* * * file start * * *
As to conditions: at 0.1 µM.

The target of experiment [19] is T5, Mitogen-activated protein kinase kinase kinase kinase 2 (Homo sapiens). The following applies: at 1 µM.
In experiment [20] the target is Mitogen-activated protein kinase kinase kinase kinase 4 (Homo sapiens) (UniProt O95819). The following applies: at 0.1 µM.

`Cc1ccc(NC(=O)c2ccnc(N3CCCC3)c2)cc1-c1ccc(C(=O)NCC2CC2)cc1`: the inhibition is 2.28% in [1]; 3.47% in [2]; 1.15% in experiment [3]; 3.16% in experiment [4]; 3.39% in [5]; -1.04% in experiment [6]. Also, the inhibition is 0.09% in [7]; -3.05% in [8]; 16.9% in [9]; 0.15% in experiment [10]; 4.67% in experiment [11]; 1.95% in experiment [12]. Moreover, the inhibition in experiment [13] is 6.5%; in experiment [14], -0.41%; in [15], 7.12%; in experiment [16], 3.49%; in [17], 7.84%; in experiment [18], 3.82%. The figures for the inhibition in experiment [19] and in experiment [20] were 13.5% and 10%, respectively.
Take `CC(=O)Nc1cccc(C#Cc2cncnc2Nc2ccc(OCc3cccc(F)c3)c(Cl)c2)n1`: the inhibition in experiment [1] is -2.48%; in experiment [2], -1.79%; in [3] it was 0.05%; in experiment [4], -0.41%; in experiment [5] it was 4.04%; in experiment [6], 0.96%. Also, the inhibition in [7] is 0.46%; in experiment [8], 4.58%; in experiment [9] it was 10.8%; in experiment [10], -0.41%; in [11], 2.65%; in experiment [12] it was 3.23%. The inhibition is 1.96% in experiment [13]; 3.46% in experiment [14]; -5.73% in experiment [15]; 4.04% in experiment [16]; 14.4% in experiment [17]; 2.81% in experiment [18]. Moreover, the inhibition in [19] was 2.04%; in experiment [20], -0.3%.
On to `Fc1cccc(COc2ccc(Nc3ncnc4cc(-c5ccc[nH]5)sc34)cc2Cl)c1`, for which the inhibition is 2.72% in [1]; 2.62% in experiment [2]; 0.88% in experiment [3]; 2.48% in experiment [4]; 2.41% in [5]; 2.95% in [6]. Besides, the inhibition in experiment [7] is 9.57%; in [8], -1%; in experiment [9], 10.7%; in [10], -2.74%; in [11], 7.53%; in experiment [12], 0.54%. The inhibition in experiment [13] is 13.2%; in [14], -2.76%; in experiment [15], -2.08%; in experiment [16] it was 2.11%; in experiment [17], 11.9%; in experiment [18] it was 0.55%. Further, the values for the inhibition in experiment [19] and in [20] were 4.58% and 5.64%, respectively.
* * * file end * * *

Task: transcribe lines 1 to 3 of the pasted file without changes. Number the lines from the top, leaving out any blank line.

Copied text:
As to conditions: at 0.1 µM.

The target of experiment [19] is T5, Mitogen-activated protein kinase kinase kinase kinase 2 (Homo sapiens). The following applies: at 1 µM.
In experiment [20] the target is Mitogen-activated protein kinase kinase kinase kinase 4 (Homo sapiens) (UniProt O95819). The following applies: at 0.1 µM.